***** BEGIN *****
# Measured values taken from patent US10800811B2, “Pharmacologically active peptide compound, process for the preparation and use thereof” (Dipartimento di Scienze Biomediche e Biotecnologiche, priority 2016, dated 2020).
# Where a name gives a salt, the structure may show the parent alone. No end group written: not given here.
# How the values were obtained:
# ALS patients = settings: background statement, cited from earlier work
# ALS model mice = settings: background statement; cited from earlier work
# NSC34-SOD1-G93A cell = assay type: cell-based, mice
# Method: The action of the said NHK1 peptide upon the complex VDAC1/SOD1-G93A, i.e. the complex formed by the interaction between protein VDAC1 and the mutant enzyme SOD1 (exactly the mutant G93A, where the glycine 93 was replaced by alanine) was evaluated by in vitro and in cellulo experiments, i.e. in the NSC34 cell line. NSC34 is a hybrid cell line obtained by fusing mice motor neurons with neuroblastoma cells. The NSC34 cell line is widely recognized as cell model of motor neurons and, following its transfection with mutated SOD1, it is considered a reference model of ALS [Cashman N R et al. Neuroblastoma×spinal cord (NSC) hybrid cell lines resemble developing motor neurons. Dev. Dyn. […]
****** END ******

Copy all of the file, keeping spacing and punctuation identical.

# Measured values taken from patent US10800811B2, “Pharmacologically active peptide compound, process for the preparation and use thereof” (Dipartimento di Scienze Biomediche e Biotecnologiche, priority 2016, dated 2020).
# Where a name gives a salt, the structure may show the parent alone. No end group written: not given here.
# How the values were obtained:
# ALS patients = settings: background statement, cited from earlier work
# ALS model mice = settings: background statement; cited from earlier work
# NSC34-SOD1-G93A cell = assay type: cell-based, mice
# Method: The action of the said NHK1 peptide upon the complex VDAC1/SOD1-G93A, i.e. the complex formed by the interaction between protein VDAC1 and the mutant enzyme SOD1 (exactly the mutant G93A, where the glycine 93 was replaced by alanine) was evaluated by in vitro and in cellulo experiments, i.e. in the NSC34 cell line. NSC34 is a hybrid cell line obtained by fusing mice motor neurons with neuroblastoma cells. The NSC34 cell line is widely recognized as cell model of motor neurons and, following its transfection with mutated SOD1, it is considered a reference model of ALS [Cashman N R et al. Neuroblastoma×spinal cord (NSC) hybrid cell lines resemble developing motor neurons. Dev. Dyn. […]